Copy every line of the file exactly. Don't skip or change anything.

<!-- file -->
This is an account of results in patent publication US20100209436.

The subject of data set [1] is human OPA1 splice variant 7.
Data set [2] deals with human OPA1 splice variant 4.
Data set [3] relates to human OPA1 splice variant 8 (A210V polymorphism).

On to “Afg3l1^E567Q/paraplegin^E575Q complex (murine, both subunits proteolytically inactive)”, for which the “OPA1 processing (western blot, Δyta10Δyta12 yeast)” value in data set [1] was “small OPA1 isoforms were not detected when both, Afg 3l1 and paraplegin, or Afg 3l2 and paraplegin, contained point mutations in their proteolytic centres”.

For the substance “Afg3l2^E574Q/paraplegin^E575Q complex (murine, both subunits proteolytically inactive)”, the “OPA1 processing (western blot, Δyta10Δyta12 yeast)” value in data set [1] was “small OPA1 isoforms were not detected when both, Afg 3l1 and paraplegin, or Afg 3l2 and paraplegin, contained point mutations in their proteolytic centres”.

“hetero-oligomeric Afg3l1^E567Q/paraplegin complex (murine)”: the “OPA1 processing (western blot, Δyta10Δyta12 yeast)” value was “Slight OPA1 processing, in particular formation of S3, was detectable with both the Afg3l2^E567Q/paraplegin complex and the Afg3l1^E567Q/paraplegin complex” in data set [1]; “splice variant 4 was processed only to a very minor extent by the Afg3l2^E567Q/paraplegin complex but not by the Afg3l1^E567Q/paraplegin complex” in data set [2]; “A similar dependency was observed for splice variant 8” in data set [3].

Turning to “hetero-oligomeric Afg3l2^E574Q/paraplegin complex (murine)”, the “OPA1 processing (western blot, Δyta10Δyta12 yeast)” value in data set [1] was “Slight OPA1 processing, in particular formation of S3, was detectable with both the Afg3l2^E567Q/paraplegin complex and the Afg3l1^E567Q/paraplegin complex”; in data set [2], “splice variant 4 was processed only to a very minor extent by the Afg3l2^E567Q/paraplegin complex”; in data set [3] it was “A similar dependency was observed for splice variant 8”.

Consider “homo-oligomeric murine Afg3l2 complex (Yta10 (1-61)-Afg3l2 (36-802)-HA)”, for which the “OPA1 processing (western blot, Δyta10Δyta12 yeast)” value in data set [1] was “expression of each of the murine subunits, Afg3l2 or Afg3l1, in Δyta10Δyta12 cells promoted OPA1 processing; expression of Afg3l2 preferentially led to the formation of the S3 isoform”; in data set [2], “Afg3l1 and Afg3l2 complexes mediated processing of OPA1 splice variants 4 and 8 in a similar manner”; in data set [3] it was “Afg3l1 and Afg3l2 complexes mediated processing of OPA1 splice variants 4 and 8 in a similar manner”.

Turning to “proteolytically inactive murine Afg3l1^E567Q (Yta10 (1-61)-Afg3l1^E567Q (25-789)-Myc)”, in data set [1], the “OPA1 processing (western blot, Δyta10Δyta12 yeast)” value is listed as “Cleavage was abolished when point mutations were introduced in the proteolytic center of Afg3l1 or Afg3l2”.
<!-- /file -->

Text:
This is an account of results in patent publication US20100209436.

The subject of data set [1] is human OPA1 splice variant 7.
Data set [2] deals with human OPA1 splice variant 4.
Data set [3] relates to human OPA1 splice variant 8 (A210V polymorphism).

On to “Afg3l1^E567Q/paraplegin^E575Q complex (murine, both subunits proteolytically inactive)”, for which the “OPA1 processing (western blot, Δyta10Δyta12 yeast)” value in data set [1] was “small OPA1 isoforms were not detected when both, Afg 3l1 and paraplegin, or Afg 3l2 and paraplegin, contained point mutations in their proteolytic centres”.

For the substance “Afg3l2^E574Q/paraplegin^E575Q complex (murine, both subunits proteolytically inactive)”, the “OPA1 processing (western blot, Δyta10Δyta12 yeast)” value in data set [1] was “small OPA1 isoforms were not detected when both, Afg 3l1 and paraplegin, or Afg 3l2 and paraplegin, contained point mutations in their proteolytic centres”.

“hetero-oligomeric Afg3l1^E567Q/paraplegin complex (murine)”: the “OPA1 processing (western blot, Δyta10Δyta12 yeast)” value was “Slight OPA1 processing, in particular formation of S3, was detectable with both the Afg3l2^E567Q/paraplegin complex and the Afg3l1^E567Q/paraplegin complex” in data set [1]; “splice variant 4 was processed only to a very minor extent by the Afg3l2^E567Q/paraplegin complex but not by the Afg3l1^E567Q/paraplegin complex” in data set [2]; “A similar dependency was observed for splice variant 8” in data set [3].

Turning to “hetero-oligomeric Afg3l2^E574Q/paraplegin complex (murine)”, the “OPA1 processing (western blot, Δyta10Δyta12 yeast)” value in data set [1] was “Slight OPA1 processing, in particular formation of S3, was detectable with both the Afg3l2^E567Q/paraplegin complex and the Afg3l1^E567Q/paraplegin complex”; in data set [2], “splice variant 4 was processed only to a very minor extent by the Afg3l2^E567Q/paraplegin complex”; in data set [3] it was “A similar dependency was observed for splice variant 8”.

Consider “homo-oligomeric murine Afg3l2 complex (Yta10 (1-61)-Afg3l2 (36-802)-HA)”, for which the “OPA1 processing (western blot, Δyta10Δyta12 yeast)” value in data set [1] was “expression of each of the murine subunits, Afg3l2 or Afg3l1, in Δyta10Δyta12 cells promoted OPA1 processing; expression of Afg3l2 preferentially led to the formation of the S3 isoform”; in data set [2], “Afg3l1 and Afg3l2 complexes mediated processing of OPA1 splice variants 4 and 8 in a similar manner”; in data set [3] it was “Afg3l1 and Afg3l2 complexes mediated processing of OPA1 splice variants 4 and 8 in a similar manner”.

Turning to “proteolytically inactive murine Afg3l1^E567Q (Yta10 (1-61)-Afg3l1^E567Q (25-789)-Myc)”, in data set [1], the “OPA1 processing (western blot, Δyta10Δyta12 yeast)” value is listed as “Cleavage was abolished when point mutations were introduced in the proteolytic center of Afg3l1 or Afg3l2”.